Harvard University grads connect pandemic response policies across borders

Hundal: I’ve been working as a freelance health journalist for over six years now. At the same time, I have a background as a public policy specialist advising on health care policies that support marginalized populations. So, when the pandemic took hold and quarantine mandates started to be initiated, I […]

Hundal: I’ve been working as a freelance health journalist for over six years now. At the same time, I have a background as a public policy specialist advising on health care policies that support marginalized populations. So, when the pandemic took hold and quarantine mandates started to be initiated, I was looking at the situation through both of these lenses. … Our hope for a takeaway from this project is that health care leaders and legislators around the world can get a clearer picture, empirically, of what’s working and what is isn’t working to bring this pandemic to a close.

Q. How did you decide which nations to include and how did you reach the leaders?

Hundal: Typically, the leaders reach out to us. I bring to this project many years of experience in international development work. Over the course of that work, we’ve liaised with stakeholders in public service and clinical medicine and in the public policy sectors, who circle back now to point us toward guests for the program. What’s been fantastic about this is that once we’ve interviewed a guest from each region, they’re able to point us to neighboring countries who they may have developed coordinated COVID responses with and want to share their own perspective.

Q. How was interviewing indigenous leaders within the United States important to this project?

Rajagopal: What we’re seeing in indigenous communities is, not only are they bearing the brunt of COVID infections, but they’re also having hard times dealing with lack of public infrastructure. … For both the Cherokee and Navajo Nations, the United States passed the CARES Act and there was a certain amount of funding that was set aside for them at the initial stages of the pandemic. They weren’t able to receive that immediately, so they actually had to pursue a number of federal lawsuits. Once they got that funding, they were able to implement more social distancing policies and put more people on leave in their government offices, which helped improve the response.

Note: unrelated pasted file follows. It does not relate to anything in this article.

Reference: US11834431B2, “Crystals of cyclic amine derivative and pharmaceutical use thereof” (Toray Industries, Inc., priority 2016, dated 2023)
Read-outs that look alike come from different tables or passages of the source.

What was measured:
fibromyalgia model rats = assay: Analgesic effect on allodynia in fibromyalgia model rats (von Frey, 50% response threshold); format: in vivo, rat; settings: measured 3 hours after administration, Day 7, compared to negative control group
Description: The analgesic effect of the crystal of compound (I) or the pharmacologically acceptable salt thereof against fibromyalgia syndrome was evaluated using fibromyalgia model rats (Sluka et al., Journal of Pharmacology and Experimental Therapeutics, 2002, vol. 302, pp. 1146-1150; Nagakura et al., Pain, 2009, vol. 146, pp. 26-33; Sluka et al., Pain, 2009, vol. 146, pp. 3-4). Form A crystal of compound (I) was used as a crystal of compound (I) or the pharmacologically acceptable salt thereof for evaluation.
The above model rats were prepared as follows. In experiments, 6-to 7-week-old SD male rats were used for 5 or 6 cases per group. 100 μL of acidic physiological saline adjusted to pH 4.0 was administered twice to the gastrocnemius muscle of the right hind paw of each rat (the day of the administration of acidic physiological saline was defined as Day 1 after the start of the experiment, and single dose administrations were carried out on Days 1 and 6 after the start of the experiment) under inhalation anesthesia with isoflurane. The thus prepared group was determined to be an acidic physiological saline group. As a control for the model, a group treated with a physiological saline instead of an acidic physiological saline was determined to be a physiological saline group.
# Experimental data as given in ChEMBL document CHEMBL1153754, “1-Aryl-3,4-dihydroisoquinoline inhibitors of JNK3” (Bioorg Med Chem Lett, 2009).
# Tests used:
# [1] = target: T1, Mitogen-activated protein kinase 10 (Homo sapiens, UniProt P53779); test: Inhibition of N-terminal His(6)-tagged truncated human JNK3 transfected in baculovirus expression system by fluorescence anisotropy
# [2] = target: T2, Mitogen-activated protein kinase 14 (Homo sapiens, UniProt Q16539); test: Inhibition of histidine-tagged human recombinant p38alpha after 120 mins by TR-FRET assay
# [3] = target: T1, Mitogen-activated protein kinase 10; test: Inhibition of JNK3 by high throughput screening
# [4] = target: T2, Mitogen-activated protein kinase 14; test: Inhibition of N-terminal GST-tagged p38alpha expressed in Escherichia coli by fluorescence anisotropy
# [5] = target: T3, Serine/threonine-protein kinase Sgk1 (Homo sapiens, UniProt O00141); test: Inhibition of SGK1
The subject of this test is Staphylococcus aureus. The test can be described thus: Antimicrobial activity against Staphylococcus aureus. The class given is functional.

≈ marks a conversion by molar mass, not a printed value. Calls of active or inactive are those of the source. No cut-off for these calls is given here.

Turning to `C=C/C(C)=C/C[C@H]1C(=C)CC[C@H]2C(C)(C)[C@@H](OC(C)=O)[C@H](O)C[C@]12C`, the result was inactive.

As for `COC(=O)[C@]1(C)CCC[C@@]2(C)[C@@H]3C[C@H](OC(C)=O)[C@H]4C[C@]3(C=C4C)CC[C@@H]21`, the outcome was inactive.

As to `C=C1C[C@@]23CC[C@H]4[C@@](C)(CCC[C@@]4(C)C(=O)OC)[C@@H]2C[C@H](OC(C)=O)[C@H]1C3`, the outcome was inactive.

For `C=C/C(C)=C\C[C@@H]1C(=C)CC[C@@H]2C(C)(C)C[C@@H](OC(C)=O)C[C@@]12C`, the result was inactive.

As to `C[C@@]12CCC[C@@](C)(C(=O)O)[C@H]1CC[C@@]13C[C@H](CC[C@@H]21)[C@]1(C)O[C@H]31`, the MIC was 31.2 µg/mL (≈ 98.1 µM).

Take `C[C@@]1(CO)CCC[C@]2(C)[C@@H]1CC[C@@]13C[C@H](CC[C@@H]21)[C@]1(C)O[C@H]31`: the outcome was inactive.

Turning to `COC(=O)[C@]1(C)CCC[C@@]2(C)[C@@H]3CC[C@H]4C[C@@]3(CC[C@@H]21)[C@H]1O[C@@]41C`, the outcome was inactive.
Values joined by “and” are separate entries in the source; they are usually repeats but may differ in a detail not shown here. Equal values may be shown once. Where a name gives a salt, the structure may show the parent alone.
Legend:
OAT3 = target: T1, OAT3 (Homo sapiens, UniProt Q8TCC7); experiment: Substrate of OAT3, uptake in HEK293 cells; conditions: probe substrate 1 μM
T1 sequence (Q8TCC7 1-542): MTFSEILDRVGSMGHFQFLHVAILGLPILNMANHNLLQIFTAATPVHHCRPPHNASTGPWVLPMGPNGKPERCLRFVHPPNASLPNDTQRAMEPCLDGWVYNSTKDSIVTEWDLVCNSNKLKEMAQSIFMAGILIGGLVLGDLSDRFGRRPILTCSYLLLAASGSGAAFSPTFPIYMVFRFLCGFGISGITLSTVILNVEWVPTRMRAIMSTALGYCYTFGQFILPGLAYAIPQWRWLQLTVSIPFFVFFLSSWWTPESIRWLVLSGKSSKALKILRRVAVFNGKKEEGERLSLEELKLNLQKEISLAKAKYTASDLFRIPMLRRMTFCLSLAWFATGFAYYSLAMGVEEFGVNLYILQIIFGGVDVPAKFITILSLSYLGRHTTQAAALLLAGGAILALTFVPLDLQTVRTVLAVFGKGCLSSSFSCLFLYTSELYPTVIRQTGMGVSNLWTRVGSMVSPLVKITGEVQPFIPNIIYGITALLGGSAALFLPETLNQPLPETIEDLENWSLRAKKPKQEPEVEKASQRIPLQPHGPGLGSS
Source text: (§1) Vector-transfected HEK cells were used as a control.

Q. Are there any other takeaways you’d like to highlight from the interviews you’ve done?

Hundal: I would point to our interview with the prime minister of Bhutan, a small country in South Asia. The prime minister is actually a neurologist who moonlights as a doctor on the weekends. He’s one of the only heads of government in the world who’s also a practicing physician and understands what’s at stake because he’s on the front lines.

Rajagopal: I’d point to an interview we had with Prime Minister Gaston Browne of Antigua and Barbuda. During the interview, he mentioned that a lot of the reasons why his government wasn’t able to get the resources they needed were due to repercussions of slavery. He pointed to the notion of reparations mitigating the effects that some of these larger countries that engaged in slavery have enacted upon these communities. For example, climate change is a big issue in the Caribbean. These funds that could come from reparations not only do justice to the descendants of slaves, but they provide great public health infrastructure.

Q. What do you hope a viewer of this project takes away from the information you’ve made available to them?

Hundal: A crisis as expansive as a pandemic necessitates expanded notions of good governance. In this case, good governance means working with each other. It’s been really important to highlight that cooperation and coordination, and we hope to bring an element of that cooperation more broadly and inspire more legislators and leaders to think about how a pandemic requires working with each other to overcome.

Interview was edited and condensed.

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